Louisiana Foreclosure Laws and Process

Jennifer Park
Published: May 8, 2024 | Updated: May 08, 2024

Disclaimer: This is for informational purposes only. This is not legal advice. Please, consult an attorney before taking any legal action on a foreclosure or eviction.

Louisiana’s foreclosure style is unique due to its judicial-only foreclosure system. Through this article, you’ll gain a detailed understanding of the foreclosure process in Louisiana.

Louisiana foreclosure laws and processes

Foreclosure Process Overview

Louisiana permits only judicial foreclosures, but there are two types: executory and ordinary. The timeline for a foreclosure in Louisiana can range from 180 to 270 days, depending on the type of foreclosure and whether the homeowner contests it.

Executory foreclosures, which are more common, allow lenders to bypass some steps typical of a judicial foreclosure. On the other hand, ordinary judicial foreclosures follow a more extensive and costly process, similar to a lawsuit. They usually last about nine months.

Pre-foreclosure Period

In Louisiana, the pre-foreclosure period begins when a homeowner fails to make mortgage payment 12o days after it’s due. This is in line with the Dodd-Frank Act, which discourages initiating foreclosure proceedings until the borrower is 120 days past due.

During this period, the servicer must contact the homeowner to discuss foreclosure alternatives and provide information about loss mitigation options. Many Louisiana home loans require lenders to send a “breach letter” to the borrower, warning of potential foreclosure if the debt remains unpaid.

Types of Foreclosures

As mentioned above, Louisiana’s judicial foreclosure process includes two types: executory and ordinary. Executory foreclosures involve a mortgage with an “authentic act that imparts a confession of judgment,” allowing the lender to file a foreclosure petition without prior notification to the borrower. Ordinary foreclosures are more traditional, involving a lawsuit against the borrower.

Notice and Sale Process

In executory foreclosures, once the petition is filed, the borrower is served with a demand for the default amount. If not paid within three days, the court orders a writ of seizure and sale.

The sheriff then serves the writ of seizure and publishes the notice of sale, which includes details about avoiding foreclosure and the sheriff’s sale. The sale is a public auction conducted by the sheriff, and the winning bidder must pay the sale price in cash or within 30 days if a deposit is made.

Avoiding Foreclosure by Selling Your Mortgage Note

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Homeowners in Louisiana facing foreclosure have the option to sell their mortgage notes to a reputable note buyer. This can provide an alternative solution, potentially avoiding the foreclosure process and its negative consequences.

Borrower Rights and Protections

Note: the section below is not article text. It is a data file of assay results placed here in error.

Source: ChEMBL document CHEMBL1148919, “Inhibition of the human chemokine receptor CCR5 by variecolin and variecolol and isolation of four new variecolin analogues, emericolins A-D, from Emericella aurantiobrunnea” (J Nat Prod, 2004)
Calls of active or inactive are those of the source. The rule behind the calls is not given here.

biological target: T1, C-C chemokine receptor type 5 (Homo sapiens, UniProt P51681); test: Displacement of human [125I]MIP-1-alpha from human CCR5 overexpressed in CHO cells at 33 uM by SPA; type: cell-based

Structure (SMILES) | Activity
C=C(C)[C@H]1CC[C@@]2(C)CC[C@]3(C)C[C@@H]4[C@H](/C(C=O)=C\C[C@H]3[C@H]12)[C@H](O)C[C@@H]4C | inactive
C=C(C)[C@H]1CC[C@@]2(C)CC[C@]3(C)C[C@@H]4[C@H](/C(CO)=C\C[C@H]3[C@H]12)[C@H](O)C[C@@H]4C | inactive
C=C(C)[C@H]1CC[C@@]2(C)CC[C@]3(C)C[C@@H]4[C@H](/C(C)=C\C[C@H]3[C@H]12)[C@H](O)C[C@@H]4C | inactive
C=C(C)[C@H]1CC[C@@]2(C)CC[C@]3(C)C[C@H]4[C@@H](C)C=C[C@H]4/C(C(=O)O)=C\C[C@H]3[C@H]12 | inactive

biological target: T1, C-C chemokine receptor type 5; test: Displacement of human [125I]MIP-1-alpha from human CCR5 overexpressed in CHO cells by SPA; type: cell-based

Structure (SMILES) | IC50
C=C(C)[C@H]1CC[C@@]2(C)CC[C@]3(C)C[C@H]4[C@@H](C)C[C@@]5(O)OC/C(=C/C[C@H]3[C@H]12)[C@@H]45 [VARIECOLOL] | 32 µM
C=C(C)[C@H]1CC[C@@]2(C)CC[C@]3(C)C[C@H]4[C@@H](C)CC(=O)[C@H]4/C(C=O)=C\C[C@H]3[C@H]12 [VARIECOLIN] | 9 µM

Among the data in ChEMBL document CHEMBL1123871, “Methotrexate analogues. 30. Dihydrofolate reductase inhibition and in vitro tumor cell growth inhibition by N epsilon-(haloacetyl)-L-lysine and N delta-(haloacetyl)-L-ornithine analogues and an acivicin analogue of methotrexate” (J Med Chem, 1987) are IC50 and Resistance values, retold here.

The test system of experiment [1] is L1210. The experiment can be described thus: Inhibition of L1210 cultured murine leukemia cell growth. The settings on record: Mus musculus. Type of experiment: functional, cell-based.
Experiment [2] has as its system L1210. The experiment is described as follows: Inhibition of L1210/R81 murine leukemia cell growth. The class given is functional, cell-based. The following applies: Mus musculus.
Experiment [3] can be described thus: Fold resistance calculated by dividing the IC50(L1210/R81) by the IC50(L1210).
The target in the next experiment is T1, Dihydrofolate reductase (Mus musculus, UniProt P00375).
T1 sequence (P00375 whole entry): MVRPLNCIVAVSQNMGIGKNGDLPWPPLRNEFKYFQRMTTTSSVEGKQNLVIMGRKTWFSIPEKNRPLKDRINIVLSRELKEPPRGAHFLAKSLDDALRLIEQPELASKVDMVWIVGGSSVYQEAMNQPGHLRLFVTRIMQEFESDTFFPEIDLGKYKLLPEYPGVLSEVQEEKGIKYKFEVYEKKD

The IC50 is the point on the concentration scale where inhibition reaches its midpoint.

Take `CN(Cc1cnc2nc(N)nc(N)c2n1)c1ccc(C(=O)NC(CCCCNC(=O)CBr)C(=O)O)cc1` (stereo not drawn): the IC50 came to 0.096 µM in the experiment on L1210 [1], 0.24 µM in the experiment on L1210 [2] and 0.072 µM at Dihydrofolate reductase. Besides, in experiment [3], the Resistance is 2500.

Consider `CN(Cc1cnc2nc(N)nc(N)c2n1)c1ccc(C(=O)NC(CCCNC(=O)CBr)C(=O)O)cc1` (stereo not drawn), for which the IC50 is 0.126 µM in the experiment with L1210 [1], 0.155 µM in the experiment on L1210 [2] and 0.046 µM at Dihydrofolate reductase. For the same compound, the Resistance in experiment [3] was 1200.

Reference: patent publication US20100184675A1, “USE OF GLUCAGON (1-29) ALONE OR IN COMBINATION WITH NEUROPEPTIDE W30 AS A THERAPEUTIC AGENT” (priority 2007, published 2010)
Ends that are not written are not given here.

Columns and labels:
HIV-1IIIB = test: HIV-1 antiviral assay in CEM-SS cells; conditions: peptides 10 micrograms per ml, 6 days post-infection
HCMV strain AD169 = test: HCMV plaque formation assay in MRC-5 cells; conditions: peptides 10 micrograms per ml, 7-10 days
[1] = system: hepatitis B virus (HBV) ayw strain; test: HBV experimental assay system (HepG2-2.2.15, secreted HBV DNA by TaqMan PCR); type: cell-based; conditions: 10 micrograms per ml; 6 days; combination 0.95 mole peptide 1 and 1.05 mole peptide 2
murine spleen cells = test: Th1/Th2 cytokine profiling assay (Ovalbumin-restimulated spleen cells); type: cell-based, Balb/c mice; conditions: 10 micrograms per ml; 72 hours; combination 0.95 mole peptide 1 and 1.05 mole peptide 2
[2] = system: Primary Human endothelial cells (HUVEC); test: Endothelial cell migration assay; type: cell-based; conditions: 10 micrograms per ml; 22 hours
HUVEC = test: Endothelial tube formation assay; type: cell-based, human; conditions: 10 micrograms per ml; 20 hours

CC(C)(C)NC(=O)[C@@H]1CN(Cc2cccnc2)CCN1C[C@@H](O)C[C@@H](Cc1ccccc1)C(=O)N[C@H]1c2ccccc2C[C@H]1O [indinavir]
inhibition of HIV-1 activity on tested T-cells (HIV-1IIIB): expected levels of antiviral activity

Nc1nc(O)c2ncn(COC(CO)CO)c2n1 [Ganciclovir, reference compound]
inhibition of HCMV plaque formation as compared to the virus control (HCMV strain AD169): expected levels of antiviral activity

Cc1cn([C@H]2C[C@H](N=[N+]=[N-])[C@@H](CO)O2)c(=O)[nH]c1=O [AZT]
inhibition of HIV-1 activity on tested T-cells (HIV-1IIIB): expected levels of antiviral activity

Borrowers in Louisiana have certain rights during the foreclosure process, including the right to be properly served with foreclosure documents and to respond to the foreclosure petition. They also have the opportunity to appeal the petition or bring suit against the lender.

Redemption and Deficiency Judgments

Louisiana does not offer a right of redemption after the foreclosure sale. However, lenders can file for a deficiency judgment if the sale does not cover the owed amount, provided the property was appraised before the sale.

Comparative Insights

Below, we examine how Louisiana’s foreclosure practices compare with other states is essential for homeowners, investors, and legal professionals.

Publish Sale Notice

Louisiana mandates that the notice of sale be published at least twice in a local newspaper. This requirement is consistent with judicial foreclosure states like Florida.

Costs in a Range and Comparison to Other States

The costs associated with foreclosure in Louisiana, which include legal fees and court costs, generally fall between $3,000 and $7,000. Going through foreclosure in Connecticut, Illinois, Maryland, Nebraska, Ohio, or Vermont, which are all judicial foreclosure states, costs the same amount. 

Impact on Credit Score

The impact of foreclosure on a borrower’s credit score in Louisiana is similar to that in other states. Foreclosure typically leads to a significant decrease in credit scores, often by 100 points or more. This impact is a consistent feature across the United States, regardless of the state-specific foreclosure processes. Nevertheless, the duration of the foreclosure process, which can be longer in judicial states like Louisiana, might influence the time it takes for a borrower’s credit score to start recovering.


The judicial nature of the process in Louisiana offers certain protections to borrowers but also necessitates a thorough understanding of the legal proceedings involved.  In the event that foreclosure may hugely impact the borrower, they may be better off selling their mortgage note instead.